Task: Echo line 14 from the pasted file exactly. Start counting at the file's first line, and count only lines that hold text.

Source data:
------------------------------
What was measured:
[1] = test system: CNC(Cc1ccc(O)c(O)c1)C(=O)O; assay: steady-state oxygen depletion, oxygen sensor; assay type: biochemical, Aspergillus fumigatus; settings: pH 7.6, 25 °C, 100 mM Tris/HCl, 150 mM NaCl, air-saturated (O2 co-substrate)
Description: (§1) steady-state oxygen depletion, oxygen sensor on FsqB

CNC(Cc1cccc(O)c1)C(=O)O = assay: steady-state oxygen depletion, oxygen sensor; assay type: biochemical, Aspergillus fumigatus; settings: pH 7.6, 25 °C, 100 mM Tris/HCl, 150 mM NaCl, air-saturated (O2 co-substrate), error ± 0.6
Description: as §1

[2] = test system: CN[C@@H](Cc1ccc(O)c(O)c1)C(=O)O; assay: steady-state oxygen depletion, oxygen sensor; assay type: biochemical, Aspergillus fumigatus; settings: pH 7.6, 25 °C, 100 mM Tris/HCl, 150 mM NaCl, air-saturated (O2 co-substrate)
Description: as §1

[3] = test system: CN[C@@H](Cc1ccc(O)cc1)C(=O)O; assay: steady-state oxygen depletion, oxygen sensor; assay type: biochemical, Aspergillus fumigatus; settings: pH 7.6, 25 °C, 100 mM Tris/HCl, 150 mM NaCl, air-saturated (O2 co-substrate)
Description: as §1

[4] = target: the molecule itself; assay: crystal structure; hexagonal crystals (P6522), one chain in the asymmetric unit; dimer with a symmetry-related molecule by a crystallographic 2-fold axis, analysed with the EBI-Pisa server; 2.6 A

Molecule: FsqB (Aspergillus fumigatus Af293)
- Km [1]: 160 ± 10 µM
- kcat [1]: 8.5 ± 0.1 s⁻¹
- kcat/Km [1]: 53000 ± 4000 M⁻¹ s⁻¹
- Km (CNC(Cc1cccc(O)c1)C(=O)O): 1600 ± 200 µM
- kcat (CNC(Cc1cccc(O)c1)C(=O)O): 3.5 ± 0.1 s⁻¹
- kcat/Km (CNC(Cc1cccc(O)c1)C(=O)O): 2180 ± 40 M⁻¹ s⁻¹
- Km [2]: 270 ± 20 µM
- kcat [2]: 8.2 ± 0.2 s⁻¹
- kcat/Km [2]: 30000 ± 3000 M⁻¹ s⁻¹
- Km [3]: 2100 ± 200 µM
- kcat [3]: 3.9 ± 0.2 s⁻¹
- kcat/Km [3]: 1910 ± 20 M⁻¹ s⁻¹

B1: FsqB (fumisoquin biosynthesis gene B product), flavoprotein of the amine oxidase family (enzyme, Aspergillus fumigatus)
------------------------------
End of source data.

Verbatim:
- kcat/Km [1]: 53000 ± 4000 M⁻¹ s⁻¹